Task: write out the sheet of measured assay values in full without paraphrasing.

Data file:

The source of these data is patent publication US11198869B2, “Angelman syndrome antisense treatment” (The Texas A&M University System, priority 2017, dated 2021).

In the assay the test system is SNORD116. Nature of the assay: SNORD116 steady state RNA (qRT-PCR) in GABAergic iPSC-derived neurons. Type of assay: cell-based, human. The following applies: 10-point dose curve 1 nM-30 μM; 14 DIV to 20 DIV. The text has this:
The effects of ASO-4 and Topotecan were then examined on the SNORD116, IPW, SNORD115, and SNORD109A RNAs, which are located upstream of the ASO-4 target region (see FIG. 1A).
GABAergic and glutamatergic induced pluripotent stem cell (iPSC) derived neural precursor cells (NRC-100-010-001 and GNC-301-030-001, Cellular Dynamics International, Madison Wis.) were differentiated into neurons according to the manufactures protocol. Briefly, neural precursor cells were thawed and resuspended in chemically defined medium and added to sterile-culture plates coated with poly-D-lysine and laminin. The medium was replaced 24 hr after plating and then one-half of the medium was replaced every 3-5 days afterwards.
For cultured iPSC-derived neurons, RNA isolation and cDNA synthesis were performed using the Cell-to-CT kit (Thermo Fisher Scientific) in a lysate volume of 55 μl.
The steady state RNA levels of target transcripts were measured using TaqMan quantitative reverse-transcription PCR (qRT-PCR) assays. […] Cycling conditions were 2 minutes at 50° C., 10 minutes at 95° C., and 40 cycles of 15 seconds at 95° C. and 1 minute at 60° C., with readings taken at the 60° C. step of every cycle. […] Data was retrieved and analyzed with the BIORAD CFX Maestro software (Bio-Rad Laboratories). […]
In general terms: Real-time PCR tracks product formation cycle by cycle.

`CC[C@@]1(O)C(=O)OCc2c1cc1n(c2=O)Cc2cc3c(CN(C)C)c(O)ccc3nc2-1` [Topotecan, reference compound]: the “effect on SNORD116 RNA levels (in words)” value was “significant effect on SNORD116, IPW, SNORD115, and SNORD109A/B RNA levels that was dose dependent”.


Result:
The source of these data is patent publication US11198869B2, “Angelman syndrome antisense treatment” (The Texas A&M University System, priority 2017, dated 2021).

In the assay the test system is SNORD116. Nature of the assay: SNORD116 steady state RNA (qRT-PCR) in GABAergic iPSC-derived neurons. Type of assay: cell-based, human. The following applies: 10-point dose curve 1 nM-30 μM; 14 DIV to 20 DIV. The text has this:
The effects of ASO-4 and Topotecan were then examined on the SNORD116, IPW, SNORD115, and SNORD109A RNAs, which are located upstream of the ASO-4 target region (see FIG. 1A).
GABAergic and glutamatergic induced pluripotent stem cell (iPSC) derived neural precursor cells (NRC-100-010-001 and GNC-301-030-001, Cellular Dynamics International, Madison Wis.) were differentiated into neurons according to the manufactures protocol. Briefly, neural precursor cells were thawed and resuspended in chemically defined medium and added to sterile-culture plates coated with poly-D-lysine and laminin. The medium was replaced 24 hr after plating and then one-half of the medium was replaced every 3-5 days afterwards.
For cultured iPSC-derived neurons, RNA isolation and cDNA synthesis were performed using the Cell-to-CT kit (Thermo Fisher Scientific) in a lysate volume of 55 μl.
The steady state RNA levels of target transcripts were measured using TaqMan quantitative reverse-transcription PCR (qRT-PCR) assays. […] Cycling conditions were 2 minutes at 50° C., 10 minutes at 95° C., and 40 cycles of 15 seconds at 95° C. and 1 minute at 60° C., with readings taken at the 60° C. step of every cycle. […] Data was retrieved and analyzed with the BIORAD CFX Maestro software (Bio-Rad Laboratories). […]
In general terms: Real-time PCR tracks product formation cycle by cycle.

`CC[C@@]1(O)C(=O)OCc2c1cc1n(c2=O)Cc2cc3c(CN(C)C)c(O)ccc3nc2-1` [Topotecan, reference compound]: the “effect on SNORD116 RNA levels (in words)” value was “significant effect on SNORD116, IPW, SNORD115, and SNORD109A/B RNA levels that was dose dependent”.